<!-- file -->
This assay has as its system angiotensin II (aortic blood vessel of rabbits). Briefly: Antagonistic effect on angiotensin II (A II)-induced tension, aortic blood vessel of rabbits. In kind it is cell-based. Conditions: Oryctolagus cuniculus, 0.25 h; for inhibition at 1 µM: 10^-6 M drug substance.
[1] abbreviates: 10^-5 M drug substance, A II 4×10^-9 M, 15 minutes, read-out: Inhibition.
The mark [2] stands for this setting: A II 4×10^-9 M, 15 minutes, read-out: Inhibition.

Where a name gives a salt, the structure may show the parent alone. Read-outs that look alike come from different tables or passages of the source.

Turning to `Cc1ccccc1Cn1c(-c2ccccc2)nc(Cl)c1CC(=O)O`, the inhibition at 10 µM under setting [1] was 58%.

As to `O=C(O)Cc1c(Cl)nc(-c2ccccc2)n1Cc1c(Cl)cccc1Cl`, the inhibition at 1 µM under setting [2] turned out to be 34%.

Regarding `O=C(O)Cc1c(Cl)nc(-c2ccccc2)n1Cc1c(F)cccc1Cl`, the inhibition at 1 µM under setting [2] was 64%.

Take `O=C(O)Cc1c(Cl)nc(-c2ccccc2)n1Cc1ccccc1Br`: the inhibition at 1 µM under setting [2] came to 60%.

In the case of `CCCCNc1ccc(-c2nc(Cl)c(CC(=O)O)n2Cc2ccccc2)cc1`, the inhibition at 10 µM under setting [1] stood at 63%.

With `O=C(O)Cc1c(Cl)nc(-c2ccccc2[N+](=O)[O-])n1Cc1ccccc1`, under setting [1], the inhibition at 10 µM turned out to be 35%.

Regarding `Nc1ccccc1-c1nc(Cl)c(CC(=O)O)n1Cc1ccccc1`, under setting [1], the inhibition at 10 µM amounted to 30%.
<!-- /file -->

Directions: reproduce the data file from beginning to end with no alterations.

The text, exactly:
This assay has as its system angiotensin II (aortic blood vessel of rabbits). Briefly: Antagonistic effect on angiotensin II (A II)-induced tension, aortic blood vessel of rabbits. In kind it is cell-based. Conditions: Oryctolagus cuniculus, 0.25 h; for inhibition at 1 µM: 10^-6 M drug substance.
[1] abbreviates: 10^-5 M drug substance, A II 4×10^-9 M, 15 minutes, read-out: Inhibition.
The mark [2] stands for this setting: A II 4×10^-9 M, 15 minutes, read-out: Inhibition.

Where a name gives a salt, the structure may show the parent alone. Read-outs that look alike come from different tables or passages of the source.

Turning to `Cc1ccccc1Cn1c(-c2ccccc2)nc(Cl)c1CC(=O)O`, the inhibition at 10 µM under setting [1] was 58%.

As to `O=C(O)Cc1c(Cl)nc(-c2ccccc2)n1Cc1c(Cl)cccc1Cl`, the inhibition at 1 µM under setting [2] turned out to be 34%.

Regarding `O=C(O)Cc1c(Cl)nc(-c2ccccc2)n1Cc1c(F)cccc1Cl`, the inhibition at 1 µM under setting [2] was 64%.

Take `O=C(O)Cc1c(Cl)nc(-c2ccccc2)n1Cc1ccccc1Br`: the inhibition at 1 µM under setting [2] came to 60%.

In the case of `CCCCNc1ccc(-c2nc(Cl)c(CC(=O)O)n2Cc2ccccc2)cc1`, the inhibition at 10 µM under setting [1] stood at 63%.

With `O=C(O)Cc1c(Cl)nc(-c2ccccc2[N+](=O)[O-])n1Cc1ccccc1`, under setting [1], the inhibition at 10 µM turned out to be 35%.

Regarding `Nc1ccccc1-c1nc(Cl)c(CC(=O)O)n1Cc1ccccc1`, under setting [1], the inhibition at 10 µM amounted to 30%.